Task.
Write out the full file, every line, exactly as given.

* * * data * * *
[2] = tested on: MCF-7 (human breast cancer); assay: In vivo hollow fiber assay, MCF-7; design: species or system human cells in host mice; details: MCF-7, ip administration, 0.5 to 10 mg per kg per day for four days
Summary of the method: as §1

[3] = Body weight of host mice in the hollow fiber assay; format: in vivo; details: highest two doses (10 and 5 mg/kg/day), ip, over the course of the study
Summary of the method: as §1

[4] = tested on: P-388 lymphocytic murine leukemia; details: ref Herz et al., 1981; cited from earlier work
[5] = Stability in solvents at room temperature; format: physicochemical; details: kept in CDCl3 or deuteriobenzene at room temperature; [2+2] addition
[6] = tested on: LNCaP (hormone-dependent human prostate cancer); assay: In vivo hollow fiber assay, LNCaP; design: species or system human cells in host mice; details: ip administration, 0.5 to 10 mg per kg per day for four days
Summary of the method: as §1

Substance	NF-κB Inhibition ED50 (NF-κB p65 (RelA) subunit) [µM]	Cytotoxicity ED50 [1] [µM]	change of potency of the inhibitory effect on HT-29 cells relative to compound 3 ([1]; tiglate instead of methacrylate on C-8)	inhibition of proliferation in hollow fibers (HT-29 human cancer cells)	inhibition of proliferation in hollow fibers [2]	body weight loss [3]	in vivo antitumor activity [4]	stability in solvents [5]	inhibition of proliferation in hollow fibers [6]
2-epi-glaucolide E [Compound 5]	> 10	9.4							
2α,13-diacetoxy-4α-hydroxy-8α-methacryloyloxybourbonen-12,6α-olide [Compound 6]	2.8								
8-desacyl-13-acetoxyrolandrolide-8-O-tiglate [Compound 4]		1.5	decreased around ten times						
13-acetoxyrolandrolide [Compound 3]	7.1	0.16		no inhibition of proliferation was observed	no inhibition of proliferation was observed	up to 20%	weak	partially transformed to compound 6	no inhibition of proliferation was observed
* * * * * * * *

[2] = tested on: MCF-7 (human breast cancer); assay: In vivo hollow fiber assay, MCF-7; design: species or system human cells in host mice; details: MCF-7, ip administration, 0.5 to 10 mg per kg per day for four days
Summary of the method: as §1

[3] = Body weight of host mice in the hollow fiber assay; format: in vivo; details: highest two doses (10 and 5 mg/kg/day), ip, over the course of the study
Summary of the method: as §1

[4] = tested on: P-388 lymphocytic murine leukemia; details: ref Herz et al., 1981; cited from earlier work
[5] = Stability in solvents at room temperature; format: physicochemical; details: kept in CDCl3 or deuteriobenzene at room temperature; [2+2] addition
[6] = tested on: LNCaP (hormone-dependent human prostate cancer); assay: In vivo hollow fiber assay, LNCaP; design: species or system human cells in host mice; details: ip administration, 0.5 to 10 mg per kg per day for four days
Summary of the method: as §1

Substance	NF-κB Inhibition ED50 (NF-κB p65 (RelA) subunit) [µM]	Cytotoxicity ED50 [1] [µM]	change of potency of the inhibitory effect on HT-29 cells relative to compound 3 ([1]; tiglate instead of methacrylate on C-8)	inhibition of proliferation in hollow fibers (HT-29 human cancer cells)	inhibition of proliferation in hollow fibers [2]	body weight loss [3]	in vivo antitumor activity [4]	stability in solvents [5]	inhibition of proliferation in hollow fibers [6]
2-epi-glaucolide E [Compound 5]	> 10	9.4							
2α,13-diacetoxy-4α-hydroxy-8α-methacryloyloxybourbonen-12,6α-olide [Compound 6]	2.8								
8-desacyl-13-acetoxyrolandrolide-8-O-tiglate [Compound 4]		1.5	decreased around ten times						
13-acetoxyrolandrolide [Compound 3]	7.1	0.16		no inhibition of proliferation was observed	no inhibition of proliferation was observed	up to 20%	weak	partially transformed to compound 6	no inhibition of proliferation was observed